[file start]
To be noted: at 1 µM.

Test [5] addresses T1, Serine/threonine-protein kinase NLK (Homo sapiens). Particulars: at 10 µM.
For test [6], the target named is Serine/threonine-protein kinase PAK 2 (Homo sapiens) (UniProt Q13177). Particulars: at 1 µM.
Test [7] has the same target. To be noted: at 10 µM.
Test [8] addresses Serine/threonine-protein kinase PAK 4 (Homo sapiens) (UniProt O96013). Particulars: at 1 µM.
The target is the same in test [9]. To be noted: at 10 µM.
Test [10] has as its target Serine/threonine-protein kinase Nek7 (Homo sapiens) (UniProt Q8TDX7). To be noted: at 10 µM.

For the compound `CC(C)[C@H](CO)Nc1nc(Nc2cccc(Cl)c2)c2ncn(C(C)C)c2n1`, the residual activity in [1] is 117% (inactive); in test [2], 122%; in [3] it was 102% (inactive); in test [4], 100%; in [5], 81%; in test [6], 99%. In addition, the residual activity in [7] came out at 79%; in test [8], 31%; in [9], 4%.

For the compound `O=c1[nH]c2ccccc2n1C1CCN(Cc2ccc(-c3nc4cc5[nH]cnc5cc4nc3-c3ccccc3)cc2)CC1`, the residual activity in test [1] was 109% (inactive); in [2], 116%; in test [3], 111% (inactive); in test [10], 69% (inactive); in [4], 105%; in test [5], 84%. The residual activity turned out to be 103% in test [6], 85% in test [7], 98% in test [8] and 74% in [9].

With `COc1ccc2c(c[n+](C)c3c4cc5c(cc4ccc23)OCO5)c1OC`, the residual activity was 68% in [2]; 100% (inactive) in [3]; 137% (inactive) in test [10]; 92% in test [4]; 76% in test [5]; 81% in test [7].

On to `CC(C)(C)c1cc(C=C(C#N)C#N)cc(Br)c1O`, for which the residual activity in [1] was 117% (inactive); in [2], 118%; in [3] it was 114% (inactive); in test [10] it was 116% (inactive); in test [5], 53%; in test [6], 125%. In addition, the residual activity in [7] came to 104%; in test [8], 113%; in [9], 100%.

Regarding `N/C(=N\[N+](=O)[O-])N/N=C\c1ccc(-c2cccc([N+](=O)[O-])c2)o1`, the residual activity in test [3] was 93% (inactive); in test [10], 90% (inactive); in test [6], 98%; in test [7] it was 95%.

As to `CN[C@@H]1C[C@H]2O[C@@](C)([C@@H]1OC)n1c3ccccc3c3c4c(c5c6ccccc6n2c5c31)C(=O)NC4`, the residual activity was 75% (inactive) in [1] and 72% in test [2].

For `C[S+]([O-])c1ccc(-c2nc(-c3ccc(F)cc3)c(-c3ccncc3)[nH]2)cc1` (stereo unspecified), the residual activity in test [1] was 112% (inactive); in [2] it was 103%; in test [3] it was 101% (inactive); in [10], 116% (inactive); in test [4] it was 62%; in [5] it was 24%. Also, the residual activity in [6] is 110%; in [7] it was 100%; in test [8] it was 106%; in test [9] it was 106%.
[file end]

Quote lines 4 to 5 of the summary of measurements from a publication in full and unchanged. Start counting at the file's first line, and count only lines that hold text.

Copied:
Test [7] has the same target. To be noted: at 10 µM.
Test [8] addresses Serine/threonine-protein kinase PAK 4 (Homo sapiens) (UniProt O96013). Particulars: at 1 µM.